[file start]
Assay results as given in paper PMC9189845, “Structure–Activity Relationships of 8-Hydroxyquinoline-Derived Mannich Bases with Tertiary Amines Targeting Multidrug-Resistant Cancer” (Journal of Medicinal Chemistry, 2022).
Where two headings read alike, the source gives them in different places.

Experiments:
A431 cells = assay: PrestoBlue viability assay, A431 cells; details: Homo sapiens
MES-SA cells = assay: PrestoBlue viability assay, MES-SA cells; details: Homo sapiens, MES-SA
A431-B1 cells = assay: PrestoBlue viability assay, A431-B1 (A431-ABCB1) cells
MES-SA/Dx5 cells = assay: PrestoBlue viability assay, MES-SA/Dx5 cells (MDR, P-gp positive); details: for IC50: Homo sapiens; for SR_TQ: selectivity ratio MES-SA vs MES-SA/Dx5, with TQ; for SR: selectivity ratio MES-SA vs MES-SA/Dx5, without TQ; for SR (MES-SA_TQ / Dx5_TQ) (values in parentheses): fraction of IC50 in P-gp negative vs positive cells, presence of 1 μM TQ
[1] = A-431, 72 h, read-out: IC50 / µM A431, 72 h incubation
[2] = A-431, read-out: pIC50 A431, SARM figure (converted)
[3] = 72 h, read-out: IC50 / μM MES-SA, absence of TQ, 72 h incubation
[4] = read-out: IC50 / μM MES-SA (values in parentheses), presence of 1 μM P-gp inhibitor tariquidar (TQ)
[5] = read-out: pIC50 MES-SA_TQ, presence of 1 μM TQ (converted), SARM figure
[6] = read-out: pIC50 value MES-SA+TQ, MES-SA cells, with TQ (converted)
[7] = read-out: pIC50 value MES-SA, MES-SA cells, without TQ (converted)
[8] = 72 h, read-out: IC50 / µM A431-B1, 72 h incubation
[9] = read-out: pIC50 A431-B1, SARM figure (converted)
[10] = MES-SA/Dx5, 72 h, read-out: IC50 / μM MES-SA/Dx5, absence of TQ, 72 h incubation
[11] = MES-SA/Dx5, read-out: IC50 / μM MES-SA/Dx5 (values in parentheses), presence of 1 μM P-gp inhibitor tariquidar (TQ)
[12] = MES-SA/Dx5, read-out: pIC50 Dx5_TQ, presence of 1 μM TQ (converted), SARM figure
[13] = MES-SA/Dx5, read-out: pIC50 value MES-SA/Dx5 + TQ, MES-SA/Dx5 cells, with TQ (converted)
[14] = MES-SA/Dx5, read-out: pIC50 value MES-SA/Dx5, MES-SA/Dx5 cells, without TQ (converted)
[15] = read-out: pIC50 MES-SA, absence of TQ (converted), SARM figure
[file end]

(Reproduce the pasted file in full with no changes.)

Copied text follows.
Assay results as given in paper PMC9189845, “Structure–Activity Relationships of 8-Hydroxyquinoline-Derived Mannich Bases with Tertiary Amines Targeting Multidrug-Resistant Cancer” (Journal of Medicinal Chemistry, 2022).
Where two headings read alike, the source gives them in different places.

Experiments:
A431 cells = assay: PrestoBlue viability assay, A431 cells; details: Homo sapiens
MES-SA cells = assay: PrestoBlue viability assay, MES-SA cells; details: Homo sapiens, MES-SA
A431-B1 cells = assay: PrestoBlue viability assay, A431-B1 (A431-ABCB1) cells
MES-SA/Dx5 cells = assay: PrestoBlue viability assay, MES-SA/Dx5 cells (MDR, P-gp positive); details: for IC50: Homo sapiens; for SR_TQ: selectivity ratio MES-SA vs MES-SA/Dx5, with TQ; for SR: selectivity ratio MES-SA vs MES-SA/Dx5, without TQ; for SR (MES-SA_TQ / Dx5_TQ) (values in parentheses): fraction of IC50 in P-gp negative vs positive cells, presence of 1 μM TQ
[1] = A-431, 72 h, read-out: IC50 / µM A431, 72 h incubation
[2] = A-431, read-out: pIC50 A431, SARM figure (converted)
[3] = 72 h, read-out: IC50 / μM MES-SA, absence of TQ, 72 h incubation
[4] = read-out: IC50 / μM MES-SA (values in parentheses), presence of 1 μM P-gp inhibitor tariquidar (TQ)
[5] = read-out: pIC50 MES-SA_TQ, presence of 1 μM TQ (converted), SARM figure
[6] = read-out: pIC50 value MES-SA+TQ, MES-SA cells, with TQ (converted)
[7] = read-out: pIC50 value MES-SA, MES-SA cells, without TQ (converted)
[8] = 72 h, read-out: IC50 / µM A431-B1, 72 h incubation
[9] = read-out: pIC50 A431-B1, SARM figure (converted)
[10] = MES-SA/Dx5, 72 h, read-out: IC50 / μM MES-SA/Dx5, absence of TQ, 72 h incubation
[11] = MES-SA/Dx5, read-out: IC50 / μM MES-SA/Dx5 (values in parentheses), presence of 1 μM P-gp inhibitor tariquidar (TQ)
[12] = MES-SA/Dx5, read-out: pIC50 Dx5_TQ, presence of 1 μM TQ (converted), SARM figure
[13] = MES-SA/Dx5, read-out: pIC50 value MES-SA/Dx5 + TQ, MES-SA/Dx5 cells, with TQ (converted)
[14] = MES-SA/Dx5, read-out: pIC50 value MES-SA/Dx5, MES-SA/Dx5 cells, without TQ (converted)
[15] = read-out: pIC50 MES-SA, absence of TQ (converted), SARM figure